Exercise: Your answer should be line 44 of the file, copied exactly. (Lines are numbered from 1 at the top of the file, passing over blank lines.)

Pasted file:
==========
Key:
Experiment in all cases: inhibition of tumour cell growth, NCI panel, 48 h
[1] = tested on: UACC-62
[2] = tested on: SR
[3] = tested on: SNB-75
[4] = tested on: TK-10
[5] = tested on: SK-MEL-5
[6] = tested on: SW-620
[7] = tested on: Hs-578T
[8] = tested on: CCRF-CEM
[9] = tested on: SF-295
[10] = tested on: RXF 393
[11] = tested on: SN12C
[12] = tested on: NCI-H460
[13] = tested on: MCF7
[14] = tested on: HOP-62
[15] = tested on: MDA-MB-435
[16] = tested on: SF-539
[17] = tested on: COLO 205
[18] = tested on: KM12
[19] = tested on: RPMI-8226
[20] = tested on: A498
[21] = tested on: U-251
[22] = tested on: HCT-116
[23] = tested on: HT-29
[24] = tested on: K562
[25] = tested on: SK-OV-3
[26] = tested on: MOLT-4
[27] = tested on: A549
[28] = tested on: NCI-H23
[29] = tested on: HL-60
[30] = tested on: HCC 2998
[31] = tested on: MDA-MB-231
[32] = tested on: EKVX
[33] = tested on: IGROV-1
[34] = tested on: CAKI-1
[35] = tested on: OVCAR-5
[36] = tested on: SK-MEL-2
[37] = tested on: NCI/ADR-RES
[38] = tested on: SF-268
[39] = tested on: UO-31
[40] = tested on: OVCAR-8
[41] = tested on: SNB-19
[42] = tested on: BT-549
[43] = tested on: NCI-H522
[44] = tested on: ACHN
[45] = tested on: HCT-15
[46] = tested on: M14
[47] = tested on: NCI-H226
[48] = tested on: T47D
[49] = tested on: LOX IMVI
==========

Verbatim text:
[42] = tested on: BT-549